Winners get to tell history and there was plenty of controversy surrounding the telling of the N.W.A. story in Straight Outta Compton earlier this year by Ice Cube and Dr. Dre.
In an interview with Variety, the Los Angeles rapper/actor discussed how the movie came to be and explained that the specifics the film contains are simply a story told from a certain perspective, saying that there could be ten different takes on the times, but he believes his to be the best. Since the release of the movie there has been a lawsuit filed by manager Jerry Heller regarding his depiction as a sleazy, money hungry businessman and questions have been raised about omissions. Among them is Dr. Dre's well-documented assault of hip-hop journalist Dee Barnes.
“I believe trying to put 10 years or more into two-and-a-half hours, there’s no way in the world you’re going to be able to tell everybody’s story,” he said. “I didn’t put this together by myself. I put this together with the blessing of [MC] Ren, [DJ] Yella, Easy[-E]’s widow Tomica [Woods], Dr. Dre — and Gary wasn’t going to just take my version of what happened. He did his own research and his own interviews. So to me, the movie is an accurate account of N.W.A, the rise and fall of the group. I’m pretty sure you can probably make nine, 10 different versions of the N.W.A movie. They’ve done about seven Elvis movies. So I’m pretty sure there’s a lot of different versions of what this movie could have been, and everybody is more than welcome to have a crack at it. But to me, we put together the best N.W.A movie that’s ever going to be put together, and if we left some people out, we left some stories out, there’s just too much to tell in two hours and 20 minutes.”
Touching on music, Cube also talks about contemporary hip-hop when asked if the genre still "has something to say," a rallying cry for NWA as a revolutionary group. In response, the OG of west coast rap talks about the plague of escapism permeating the music today, the use of fantastical scenes to offset less exciting realities.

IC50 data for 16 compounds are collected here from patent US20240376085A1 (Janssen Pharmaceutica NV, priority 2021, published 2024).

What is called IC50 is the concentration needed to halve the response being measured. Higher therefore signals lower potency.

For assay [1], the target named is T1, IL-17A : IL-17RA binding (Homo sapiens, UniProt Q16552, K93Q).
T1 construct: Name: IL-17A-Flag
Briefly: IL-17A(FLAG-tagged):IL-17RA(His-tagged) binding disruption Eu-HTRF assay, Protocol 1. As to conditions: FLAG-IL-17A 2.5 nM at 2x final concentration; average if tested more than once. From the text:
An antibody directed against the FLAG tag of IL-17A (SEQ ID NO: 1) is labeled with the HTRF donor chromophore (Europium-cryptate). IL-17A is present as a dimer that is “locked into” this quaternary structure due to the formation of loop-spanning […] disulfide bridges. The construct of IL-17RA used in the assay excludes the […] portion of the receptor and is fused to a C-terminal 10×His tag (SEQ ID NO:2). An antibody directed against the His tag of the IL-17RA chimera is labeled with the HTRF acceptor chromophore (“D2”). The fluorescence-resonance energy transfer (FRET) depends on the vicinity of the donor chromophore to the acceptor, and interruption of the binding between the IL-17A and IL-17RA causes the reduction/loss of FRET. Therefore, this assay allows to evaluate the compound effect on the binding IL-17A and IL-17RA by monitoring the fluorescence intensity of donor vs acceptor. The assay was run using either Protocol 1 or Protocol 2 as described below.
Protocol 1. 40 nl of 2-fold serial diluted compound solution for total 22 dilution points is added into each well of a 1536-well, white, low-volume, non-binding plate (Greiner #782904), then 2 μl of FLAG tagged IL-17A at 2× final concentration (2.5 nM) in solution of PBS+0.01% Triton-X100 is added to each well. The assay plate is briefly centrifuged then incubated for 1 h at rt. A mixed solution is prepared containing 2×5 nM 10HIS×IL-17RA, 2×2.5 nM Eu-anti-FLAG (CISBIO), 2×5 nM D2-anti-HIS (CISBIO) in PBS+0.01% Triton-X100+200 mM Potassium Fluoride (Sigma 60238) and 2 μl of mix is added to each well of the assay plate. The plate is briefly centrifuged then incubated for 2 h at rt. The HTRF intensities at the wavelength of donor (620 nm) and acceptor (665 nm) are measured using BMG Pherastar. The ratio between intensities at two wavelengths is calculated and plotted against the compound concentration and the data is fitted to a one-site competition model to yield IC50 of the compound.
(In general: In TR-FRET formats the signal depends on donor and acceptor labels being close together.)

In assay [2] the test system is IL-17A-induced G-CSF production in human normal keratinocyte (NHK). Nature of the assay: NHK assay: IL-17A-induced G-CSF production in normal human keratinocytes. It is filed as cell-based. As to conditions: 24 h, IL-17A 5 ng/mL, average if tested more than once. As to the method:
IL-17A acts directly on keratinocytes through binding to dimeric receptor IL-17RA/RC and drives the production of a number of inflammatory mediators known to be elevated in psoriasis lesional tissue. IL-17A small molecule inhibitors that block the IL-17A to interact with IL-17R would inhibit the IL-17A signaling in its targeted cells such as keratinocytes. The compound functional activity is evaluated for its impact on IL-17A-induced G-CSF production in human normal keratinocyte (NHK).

Ironically enough, it has been artists from his ground zero, artists like Kendrick Lamar and Vince Staples, who have been the driving force for the more meaningful side of the hip-hop game as of late. While much of the mainstream and radio hits focus on trending dance moves, drugs and opulence, Cube asserts it's all a cover up for not wanting to talk about more important topics.
“I think it’s always going to have the potential to have something to say,” Ice Cube said. “It’s really up to the artists. The ‘something to say’ has been really kind of drained out of hip-hop. It started to lose its steam in about ’93 and escapism rap became the top dog. When I say ‘escapism rap,’ I mean talking about weed, getting high, cars, women, jewelry, money — a whole bunch of excess. Don’t worry about your real problems, just go to the strip club and smoke them away. So that started to take over and we ain’t really came out of that, because all that stuff is fun. It’s cool to do. There ain’t no struggle in it. It ain’t hard. Anybody can do it. So I think hip-hop heads have taken the easy way out.”
The idea of artists' need to create music for themselves rather than chasing the flavor of the month is a sentiment Cube made clear in an interview earlier this year with Nathan at Soundset and one that apparently he sees failing in the larger hip-hop spectrum. One thing that is undeniable though is that the legacy he left out west is being carried on well as of late.